Anyone who knows a fisherman from around here or buys seafood regularly knows that there is a problem in our fishing industry. Commercial fishermen are struggling to support their families. It's harder and harder to get local seafood. What's at fault? The economy isn't helping, but the real culprit is current failed fishing rules that should be changed.
My dad has been a commercial fisherman for over 35 years, and now I help him run the family fishing and seafood business. I want to take it over, but how can I plan for my future in an industry that is slowly dying? We need change. With better rules, called catch shares, I see a bright future for our fishery.
Under a commercial catch share, each commercial fisherman gets a percentage of the total amount of fish for the long term, allowing him to catch it throughout the year whenever he pleases. Each fisherman can time his fishing with the needs of fish houses, tourist seasons and restaurants to provide local fish - and jobs for crewmembers - for more of the year.
Catch shares put the business of fishing back in the hands of fishermen rather than the government. Each fisherman is individually responsible for what he catches and the counting and reporting of his catch. This improves the science and data needed to make the sound management desisions, makes us less likely to overfish, and reduces the number of wasted fish.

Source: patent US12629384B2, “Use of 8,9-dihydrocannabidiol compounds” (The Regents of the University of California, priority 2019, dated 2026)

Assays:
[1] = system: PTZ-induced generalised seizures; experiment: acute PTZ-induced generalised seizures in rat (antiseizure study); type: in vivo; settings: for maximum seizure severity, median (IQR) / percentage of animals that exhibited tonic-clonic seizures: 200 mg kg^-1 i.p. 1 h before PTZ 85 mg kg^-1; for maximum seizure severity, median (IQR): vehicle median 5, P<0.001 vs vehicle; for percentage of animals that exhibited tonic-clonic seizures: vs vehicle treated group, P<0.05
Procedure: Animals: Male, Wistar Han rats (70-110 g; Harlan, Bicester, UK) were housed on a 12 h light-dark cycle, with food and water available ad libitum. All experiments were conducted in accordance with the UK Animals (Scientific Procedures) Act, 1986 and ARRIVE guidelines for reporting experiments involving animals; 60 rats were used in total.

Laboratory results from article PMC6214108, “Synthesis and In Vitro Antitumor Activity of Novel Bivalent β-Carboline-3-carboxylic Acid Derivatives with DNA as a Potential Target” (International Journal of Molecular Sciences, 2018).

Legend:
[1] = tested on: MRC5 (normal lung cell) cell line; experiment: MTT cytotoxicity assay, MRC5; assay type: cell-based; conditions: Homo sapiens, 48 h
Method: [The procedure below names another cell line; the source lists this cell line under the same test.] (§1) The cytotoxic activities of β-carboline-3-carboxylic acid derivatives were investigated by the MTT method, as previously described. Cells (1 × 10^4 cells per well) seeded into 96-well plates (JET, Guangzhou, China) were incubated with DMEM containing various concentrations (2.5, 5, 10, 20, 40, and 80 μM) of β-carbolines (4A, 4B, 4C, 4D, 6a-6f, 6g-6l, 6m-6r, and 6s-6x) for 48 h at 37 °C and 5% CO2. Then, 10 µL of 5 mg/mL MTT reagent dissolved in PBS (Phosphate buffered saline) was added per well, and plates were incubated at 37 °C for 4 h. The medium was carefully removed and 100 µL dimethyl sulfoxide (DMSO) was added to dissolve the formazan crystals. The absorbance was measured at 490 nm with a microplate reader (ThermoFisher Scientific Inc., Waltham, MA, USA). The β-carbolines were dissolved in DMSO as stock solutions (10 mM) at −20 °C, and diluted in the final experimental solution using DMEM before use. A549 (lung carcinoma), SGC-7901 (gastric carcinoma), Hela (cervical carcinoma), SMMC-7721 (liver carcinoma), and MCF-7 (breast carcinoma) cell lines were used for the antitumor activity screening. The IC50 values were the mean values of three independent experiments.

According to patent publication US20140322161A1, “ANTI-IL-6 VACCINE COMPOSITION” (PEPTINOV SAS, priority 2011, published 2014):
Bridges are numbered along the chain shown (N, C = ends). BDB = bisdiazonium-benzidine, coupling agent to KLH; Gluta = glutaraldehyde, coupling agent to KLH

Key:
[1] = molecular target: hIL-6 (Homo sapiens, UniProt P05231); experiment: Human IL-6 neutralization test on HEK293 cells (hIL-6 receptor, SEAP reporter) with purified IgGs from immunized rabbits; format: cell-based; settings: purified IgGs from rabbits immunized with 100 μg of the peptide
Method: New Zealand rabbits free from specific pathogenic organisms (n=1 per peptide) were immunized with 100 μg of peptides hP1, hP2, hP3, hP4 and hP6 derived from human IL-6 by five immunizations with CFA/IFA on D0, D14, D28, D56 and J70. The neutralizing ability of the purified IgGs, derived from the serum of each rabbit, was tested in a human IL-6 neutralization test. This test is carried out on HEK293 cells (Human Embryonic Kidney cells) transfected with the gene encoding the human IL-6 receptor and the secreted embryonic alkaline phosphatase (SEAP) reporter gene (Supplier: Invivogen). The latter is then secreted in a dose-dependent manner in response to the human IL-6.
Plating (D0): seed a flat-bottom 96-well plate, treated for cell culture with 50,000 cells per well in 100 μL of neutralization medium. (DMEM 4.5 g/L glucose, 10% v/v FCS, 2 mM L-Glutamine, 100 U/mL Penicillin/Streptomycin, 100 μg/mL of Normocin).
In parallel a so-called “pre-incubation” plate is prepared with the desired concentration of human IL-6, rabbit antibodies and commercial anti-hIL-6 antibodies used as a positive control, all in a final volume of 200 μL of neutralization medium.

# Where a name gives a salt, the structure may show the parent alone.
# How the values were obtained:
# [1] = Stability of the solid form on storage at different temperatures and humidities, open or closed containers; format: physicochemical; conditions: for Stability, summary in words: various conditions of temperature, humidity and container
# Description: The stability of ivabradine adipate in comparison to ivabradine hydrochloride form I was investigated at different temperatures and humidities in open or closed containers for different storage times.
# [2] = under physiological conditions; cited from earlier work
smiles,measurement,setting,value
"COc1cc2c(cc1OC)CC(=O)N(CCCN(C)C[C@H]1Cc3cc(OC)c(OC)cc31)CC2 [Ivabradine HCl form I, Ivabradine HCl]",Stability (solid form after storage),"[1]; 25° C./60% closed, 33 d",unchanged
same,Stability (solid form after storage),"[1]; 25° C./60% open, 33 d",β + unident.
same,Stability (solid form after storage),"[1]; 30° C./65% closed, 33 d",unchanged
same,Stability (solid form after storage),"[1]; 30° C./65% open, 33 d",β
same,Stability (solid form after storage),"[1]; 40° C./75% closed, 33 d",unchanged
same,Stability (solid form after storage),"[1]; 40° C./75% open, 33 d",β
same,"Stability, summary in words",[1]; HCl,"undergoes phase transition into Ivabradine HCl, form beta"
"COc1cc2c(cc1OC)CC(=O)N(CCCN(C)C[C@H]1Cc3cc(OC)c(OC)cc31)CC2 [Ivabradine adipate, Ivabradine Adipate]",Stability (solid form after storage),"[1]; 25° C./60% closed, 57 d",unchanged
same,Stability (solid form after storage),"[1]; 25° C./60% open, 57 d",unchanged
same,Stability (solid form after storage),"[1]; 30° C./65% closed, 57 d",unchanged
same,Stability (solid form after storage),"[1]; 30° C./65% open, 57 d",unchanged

Sign Up and Save
Get six months of free digital access to The Sun News
In the end, catch shares ensure there's more fish in the sea for everyone, commercial and recreational fishermen. Seafood lovers can get their favorite local fish year-round and markets don't have to rely on as many imported fish products.
A catch share can be designed many different ways to protect our industry. We can design it to ensure that corporations don't buy up the fleet and that small-boat and new fishermen have a future. Currently there are no protections against our fleet shrinking or keeping a rich outsider from buying up all the fishing permits.
Catch shares are backed by science and a strong track record. There are hundreds around the world that have turned around fisheries like ours and improved fishing jobs, local seafood availability and preserved communities' fishing heritage.
We need a commercial catch share for our valuable snapper and grouper species. It's our best chance to protect and restore our fading fishing heritage.
The writer, a Murrells Inlet resident, is treasurer of the South Atlantic Fishermen's Association.